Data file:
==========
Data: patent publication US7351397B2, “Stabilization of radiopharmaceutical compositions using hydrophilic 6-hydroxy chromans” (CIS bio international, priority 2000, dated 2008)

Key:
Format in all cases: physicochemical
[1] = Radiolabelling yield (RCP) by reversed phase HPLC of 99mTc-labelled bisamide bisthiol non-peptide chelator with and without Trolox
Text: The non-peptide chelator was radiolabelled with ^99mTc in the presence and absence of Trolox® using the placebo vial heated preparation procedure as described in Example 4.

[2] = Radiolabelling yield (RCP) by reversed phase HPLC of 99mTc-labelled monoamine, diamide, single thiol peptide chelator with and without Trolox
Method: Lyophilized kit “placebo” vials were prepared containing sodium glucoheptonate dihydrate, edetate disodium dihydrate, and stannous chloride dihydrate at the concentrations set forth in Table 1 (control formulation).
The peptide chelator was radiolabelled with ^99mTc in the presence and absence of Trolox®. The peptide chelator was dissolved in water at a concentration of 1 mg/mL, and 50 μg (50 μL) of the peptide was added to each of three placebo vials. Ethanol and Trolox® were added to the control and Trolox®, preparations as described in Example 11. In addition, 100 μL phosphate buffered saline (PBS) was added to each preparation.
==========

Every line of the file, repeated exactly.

Data: patent publication US7351397B2, “Stabilization of radiopharmaceutical compositions using hydrophilic 6-hydroxy chromans” (CIS bio international, priority 2000, dated 2008)

Key:
Format in all cases: physicochemical
[1] = Radiolabelling yield (RCP) by reversed phase HPLC of 99mTc-labelled bisamide bisthiol non-peptide chelator with and without Trolox
Text: The non-peptide chelator was radiolabelled with ^99mTc in the presence and absence of Trolox® using the placebo vial heated preparation procedure as described in Example 4.

[2] = Radiolabelling yield (RCP) by reversed phase HPLC of 99mTc-labelled monoamine, diamide, single thiol peptide chelator with and without Trolox
Method: Lyophilized kit “placebo” vials were prepared containing sodium glucoheptonate dihydrate, edetate disodium dihydrate, and stannous chloride dihydrate at the concentrations set forth in Table 1 (control formulation).
The peptide chelator was radiolabelled with ^99mTc in the presence and absence of Trolox®. The peptide chelator was dissolved in water at a concentration of 1 mg/mL, and 50 μg (50 μL) of the peptide was added to each of three placebo vials. Ethanol and Trolox® were added to the control and Trolox®, preparations as described in Example 11. In addition, 100 μL phosphate buffered saline (PBS) was added to each preparation.